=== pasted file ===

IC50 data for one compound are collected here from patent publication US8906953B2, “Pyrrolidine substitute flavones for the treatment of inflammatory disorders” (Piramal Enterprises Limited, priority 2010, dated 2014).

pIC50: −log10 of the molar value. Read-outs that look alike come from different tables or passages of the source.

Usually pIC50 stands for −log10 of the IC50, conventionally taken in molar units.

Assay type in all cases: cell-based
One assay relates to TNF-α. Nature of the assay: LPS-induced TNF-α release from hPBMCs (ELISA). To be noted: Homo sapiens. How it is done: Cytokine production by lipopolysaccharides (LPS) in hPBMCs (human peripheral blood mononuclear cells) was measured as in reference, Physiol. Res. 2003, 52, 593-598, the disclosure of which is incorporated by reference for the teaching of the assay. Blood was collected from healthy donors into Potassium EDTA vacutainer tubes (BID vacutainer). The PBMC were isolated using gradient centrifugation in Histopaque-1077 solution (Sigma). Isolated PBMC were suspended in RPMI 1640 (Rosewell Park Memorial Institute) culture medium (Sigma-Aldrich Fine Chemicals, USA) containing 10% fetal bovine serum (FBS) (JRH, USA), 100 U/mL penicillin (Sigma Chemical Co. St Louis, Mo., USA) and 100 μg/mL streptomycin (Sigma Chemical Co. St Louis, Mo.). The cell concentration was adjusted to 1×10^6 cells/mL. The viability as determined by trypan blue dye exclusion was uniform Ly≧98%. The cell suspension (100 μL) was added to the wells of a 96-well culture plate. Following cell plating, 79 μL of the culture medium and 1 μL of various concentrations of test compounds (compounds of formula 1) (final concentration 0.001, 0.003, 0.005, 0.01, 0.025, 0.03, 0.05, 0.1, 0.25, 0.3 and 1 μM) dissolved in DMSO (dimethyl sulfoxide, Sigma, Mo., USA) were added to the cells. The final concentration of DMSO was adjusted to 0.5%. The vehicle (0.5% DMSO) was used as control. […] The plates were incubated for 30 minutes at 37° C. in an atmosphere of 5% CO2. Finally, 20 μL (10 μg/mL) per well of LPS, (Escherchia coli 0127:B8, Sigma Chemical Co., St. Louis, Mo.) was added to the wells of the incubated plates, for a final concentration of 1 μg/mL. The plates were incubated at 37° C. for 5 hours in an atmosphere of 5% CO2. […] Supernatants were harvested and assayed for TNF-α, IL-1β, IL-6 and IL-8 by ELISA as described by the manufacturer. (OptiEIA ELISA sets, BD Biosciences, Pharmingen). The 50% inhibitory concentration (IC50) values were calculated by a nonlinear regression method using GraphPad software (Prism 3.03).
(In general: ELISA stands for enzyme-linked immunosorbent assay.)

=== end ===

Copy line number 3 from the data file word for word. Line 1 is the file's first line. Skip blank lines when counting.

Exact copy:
Usually pIC50 stands for −log10 of the IC50, conventionally taken in molar units.